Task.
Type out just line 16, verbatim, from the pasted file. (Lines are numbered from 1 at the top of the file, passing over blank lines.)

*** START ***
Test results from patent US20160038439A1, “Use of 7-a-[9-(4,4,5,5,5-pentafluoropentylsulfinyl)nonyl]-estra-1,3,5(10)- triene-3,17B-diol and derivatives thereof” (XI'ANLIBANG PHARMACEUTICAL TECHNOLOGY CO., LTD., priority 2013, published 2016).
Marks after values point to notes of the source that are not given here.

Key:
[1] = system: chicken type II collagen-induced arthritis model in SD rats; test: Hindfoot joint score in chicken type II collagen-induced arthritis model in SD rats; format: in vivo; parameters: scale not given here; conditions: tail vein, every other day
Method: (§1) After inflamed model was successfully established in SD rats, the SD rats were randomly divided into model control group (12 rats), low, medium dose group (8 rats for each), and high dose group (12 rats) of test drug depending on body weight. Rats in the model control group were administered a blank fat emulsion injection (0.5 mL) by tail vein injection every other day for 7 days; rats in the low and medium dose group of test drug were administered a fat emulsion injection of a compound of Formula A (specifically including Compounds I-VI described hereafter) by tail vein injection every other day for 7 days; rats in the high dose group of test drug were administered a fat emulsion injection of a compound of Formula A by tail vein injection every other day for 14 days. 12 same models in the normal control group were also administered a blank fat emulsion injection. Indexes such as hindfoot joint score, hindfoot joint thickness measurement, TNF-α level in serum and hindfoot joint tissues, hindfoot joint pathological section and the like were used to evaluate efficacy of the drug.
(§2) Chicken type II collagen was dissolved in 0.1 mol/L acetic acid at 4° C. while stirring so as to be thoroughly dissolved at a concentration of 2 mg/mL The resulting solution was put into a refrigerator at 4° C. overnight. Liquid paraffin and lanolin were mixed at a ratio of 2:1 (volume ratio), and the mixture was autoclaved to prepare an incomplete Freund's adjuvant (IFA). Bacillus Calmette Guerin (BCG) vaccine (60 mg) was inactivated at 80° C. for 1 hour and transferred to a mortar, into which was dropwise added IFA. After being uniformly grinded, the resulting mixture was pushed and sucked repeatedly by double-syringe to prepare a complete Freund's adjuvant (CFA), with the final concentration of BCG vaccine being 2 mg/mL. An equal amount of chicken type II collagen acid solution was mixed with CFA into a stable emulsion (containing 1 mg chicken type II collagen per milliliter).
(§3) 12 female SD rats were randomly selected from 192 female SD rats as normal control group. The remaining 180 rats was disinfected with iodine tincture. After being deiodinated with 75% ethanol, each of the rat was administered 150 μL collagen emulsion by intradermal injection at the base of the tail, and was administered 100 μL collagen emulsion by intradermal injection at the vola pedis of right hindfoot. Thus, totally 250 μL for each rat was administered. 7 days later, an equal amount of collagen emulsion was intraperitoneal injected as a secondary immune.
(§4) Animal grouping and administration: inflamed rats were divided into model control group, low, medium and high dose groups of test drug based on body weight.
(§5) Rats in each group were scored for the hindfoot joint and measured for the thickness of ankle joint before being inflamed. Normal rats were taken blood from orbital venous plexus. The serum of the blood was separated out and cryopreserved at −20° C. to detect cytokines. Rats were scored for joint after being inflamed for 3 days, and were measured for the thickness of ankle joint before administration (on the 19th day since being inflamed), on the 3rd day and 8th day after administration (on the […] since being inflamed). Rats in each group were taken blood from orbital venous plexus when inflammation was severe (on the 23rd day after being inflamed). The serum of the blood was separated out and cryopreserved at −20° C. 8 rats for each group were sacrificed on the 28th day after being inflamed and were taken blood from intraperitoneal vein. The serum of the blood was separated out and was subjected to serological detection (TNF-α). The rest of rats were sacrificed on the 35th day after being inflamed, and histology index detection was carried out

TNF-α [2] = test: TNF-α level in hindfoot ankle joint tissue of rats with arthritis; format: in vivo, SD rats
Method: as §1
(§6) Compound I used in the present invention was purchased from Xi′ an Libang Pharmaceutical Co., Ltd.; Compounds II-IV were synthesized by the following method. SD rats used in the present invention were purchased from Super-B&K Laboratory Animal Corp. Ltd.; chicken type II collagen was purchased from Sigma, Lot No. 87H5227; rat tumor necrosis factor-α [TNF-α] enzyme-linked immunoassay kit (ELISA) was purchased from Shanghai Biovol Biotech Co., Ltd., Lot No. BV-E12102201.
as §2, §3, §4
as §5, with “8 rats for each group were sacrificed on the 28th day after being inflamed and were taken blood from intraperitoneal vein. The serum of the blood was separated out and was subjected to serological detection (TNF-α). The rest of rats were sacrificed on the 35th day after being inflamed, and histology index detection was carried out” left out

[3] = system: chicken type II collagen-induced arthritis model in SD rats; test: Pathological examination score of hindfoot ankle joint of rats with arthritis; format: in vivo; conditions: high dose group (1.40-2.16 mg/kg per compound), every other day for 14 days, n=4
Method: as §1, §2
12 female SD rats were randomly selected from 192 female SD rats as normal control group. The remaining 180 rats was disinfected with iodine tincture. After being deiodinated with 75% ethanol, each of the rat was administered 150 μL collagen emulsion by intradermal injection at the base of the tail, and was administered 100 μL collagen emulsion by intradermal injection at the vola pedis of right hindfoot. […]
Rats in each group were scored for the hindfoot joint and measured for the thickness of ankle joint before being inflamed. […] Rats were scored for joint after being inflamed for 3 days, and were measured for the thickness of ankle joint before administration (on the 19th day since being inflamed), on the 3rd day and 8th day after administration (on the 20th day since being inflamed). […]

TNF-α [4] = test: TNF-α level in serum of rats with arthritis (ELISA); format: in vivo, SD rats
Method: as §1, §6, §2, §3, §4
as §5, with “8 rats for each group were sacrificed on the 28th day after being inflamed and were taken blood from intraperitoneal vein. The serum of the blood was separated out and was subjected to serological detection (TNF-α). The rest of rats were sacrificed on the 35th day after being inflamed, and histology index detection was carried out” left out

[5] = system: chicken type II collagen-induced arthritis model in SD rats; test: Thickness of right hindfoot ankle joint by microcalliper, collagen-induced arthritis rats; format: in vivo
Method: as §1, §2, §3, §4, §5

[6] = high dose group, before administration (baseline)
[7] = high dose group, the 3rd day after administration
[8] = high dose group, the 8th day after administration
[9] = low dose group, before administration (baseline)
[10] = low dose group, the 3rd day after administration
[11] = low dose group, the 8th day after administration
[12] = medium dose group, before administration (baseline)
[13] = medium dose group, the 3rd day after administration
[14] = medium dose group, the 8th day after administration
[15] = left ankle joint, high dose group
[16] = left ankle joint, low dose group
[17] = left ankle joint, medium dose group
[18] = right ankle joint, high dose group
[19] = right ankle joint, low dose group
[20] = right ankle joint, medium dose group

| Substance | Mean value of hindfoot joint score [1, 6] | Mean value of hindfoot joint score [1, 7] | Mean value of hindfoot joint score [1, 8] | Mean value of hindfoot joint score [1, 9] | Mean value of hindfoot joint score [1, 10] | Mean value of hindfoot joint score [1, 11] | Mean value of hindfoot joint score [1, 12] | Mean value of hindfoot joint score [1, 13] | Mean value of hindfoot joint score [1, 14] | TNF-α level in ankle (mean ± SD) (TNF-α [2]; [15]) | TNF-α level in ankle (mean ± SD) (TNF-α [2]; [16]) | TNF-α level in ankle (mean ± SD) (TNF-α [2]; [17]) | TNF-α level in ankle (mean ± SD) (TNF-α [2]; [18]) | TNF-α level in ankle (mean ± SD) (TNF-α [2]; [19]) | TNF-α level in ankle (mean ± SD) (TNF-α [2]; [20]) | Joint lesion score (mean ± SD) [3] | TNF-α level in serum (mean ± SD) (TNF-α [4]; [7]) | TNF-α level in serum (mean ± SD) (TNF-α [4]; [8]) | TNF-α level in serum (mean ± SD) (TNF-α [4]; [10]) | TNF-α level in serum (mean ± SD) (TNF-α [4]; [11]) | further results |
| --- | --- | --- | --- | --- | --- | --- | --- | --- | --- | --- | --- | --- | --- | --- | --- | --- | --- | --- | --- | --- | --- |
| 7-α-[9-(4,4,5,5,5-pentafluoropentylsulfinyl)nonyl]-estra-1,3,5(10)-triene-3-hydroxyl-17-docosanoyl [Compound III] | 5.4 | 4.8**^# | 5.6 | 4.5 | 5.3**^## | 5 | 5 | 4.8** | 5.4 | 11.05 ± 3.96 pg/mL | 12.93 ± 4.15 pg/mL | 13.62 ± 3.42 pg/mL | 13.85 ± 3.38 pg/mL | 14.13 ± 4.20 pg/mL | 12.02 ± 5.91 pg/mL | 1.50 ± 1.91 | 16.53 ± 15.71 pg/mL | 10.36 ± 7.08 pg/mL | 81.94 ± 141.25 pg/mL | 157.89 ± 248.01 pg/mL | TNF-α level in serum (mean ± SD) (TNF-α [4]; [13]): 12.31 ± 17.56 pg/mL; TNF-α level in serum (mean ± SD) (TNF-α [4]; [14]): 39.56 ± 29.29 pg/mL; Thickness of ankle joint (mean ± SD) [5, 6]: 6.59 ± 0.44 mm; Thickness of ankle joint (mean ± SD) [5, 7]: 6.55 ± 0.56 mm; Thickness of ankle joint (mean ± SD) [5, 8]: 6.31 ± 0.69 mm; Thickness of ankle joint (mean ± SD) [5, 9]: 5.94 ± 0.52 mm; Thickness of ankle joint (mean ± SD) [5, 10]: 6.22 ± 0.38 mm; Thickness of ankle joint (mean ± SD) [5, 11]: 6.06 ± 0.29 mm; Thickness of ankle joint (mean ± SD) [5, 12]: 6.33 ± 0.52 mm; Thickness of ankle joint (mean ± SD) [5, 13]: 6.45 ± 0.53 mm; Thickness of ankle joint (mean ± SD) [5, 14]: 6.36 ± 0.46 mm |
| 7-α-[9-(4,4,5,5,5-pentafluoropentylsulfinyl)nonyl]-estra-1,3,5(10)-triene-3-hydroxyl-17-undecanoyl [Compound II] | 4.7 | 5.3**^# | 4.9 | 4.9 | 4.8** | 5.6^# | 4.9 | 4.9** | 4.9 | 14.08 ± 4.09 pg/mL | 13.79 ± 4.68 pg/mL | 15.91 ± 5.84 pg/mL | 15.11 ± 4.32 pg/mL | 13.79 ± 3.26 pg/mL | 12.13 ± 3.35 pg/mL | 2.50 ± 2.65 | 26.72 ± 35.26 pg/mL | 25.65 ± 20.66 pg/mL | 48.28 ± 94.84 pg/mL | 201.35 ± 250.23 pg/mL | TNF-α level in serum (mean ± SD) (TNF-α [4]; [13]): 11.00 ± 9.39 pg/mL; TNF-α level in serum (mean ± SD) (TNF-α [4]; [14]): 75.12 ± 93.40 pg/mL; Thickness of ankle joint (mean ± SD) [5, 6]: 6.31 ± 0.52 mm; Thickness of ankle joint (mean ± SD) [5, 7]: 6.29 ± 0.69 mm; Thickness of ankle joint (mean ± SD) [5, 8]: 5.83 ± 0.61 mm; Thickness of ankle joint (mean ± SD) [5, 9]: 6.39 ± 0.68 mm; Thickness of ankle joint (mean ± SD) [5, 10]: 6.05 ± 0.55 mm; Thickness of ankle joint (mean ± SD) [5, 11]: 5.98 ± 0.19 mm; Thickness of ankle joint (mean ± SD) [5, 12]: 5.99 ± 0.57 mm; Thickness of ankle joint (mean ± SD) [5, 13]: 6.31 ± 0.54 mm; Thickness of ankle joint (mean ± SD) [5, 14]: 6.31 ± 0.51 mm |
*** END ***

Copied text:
Method: as §1, §2